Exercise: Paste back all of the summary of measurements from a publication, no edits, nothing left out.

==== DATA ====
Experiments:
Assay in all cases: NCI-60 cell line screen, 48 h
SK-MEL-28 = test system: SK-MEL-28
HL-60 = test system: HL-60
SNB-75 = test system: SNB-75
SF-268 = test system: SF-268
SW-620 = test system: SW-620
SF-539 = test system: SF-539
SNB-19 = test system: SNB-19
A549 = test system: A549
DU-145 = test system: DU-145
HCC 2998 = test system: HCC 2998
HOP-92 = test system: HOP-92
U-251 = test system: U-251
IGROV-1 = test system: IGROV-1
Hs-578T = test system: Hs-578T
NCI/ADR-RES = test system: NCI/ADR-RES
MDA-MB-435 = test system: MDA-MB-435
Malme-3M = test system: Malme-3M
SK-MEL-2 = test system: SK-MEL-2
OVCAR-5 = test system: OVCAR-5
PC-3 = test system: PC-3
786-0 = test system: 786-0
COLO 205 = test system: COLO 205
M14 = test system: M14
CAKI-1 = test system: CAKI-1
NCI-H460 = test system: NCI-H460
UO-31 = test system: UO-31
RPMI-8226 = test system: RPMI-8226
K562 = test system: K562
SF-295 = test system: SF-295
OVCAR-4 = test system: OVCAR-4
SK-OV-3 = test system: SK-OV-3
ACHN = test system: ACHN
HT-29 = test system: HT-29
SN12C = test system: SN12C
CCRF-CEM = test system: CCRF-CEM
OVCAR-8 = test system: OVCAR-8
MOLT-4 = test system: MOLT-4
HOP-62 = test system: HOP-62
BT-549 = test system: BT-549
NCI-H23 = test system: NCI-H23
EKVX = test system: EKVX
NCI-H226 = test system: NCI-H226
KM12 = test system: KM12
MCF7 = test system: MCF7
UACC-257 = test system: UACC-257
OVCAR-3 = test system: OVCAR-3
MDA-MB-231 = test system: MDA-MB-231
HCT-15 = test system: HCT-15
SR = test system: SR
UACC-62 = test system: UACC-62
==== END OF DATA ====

Experiments:
Assay in all cases: NCI-60 cell line screen, 48 h
SK-MEL-28 = test system: SK-MEL-28
HL-60 = test system: HL-60
SNB-75 = test system: SNB-75
SF-268 = test system: SF-268
SW-620 = test system: SW-620
SF-539 = test system: SF-539
SNB-19 = test system: SNB-19
A549 = test system: A549
DU-145 = test system: DU-145
HCC 2998 = test system: HCC 2998
HOP-92 = test system: HOP-92
U-251 = test system: U-251
IGROV-1 = test system: IGROV-1
Hs-578T = test system: Hs-578T
NCI/ADR-RES = test system: NCI/ADR-RES
MDA-MB-435 = test system: MDA-MB-435
Malme-3M = test system: Malme-3M
SK-MEL-2 = test system: SK-MEL-2
OVCAR-5 = test system: OVCAR-5
PC-3 = test system: PC-3
786-0 = test system: 786-0
COLO 205 = test system: COLO 205
M14 = test system: M14
CAKI-1 = test system: CAKI-1
NCI-H460 = test system: NCI-H460
UO-31 = test system: UO-31
RPMI-8226 = test system: RPMI-8226
K562 = test system: K562
SF-295 = test system: SF-295
OVCAR-4 = test system: OVCAR-4
SK-OV-3 = test system: SK-OV-3
ACHN = test system: ACHN
HT-29 = test system: HT-29
SN12C = test system: SN12C
CCRF-CEM = test system: CCRF-CEM
OVCAR-8 = test system: OVCAR-8
MOLT-4 = test system: MOLT-4
HOP-62 = test system: HOP-62
BT-549 = test system: BT-549
NCI-H23 = test system: NCI-H23
EKVX = test system: EKVX
NCI-H226 = test system: NCI-H226
KM12 = test system: KM12
MCF7 = test system: MCF7
UACC-257 = test system: UACC-257
OVCAR-3 = test system: OVCAR-3
MDA-MB-231 = test system: MDA-MB-231
HCT-15 = test system: HCT-15
SR = test system: SR
UACC-62 = test system: UACC-62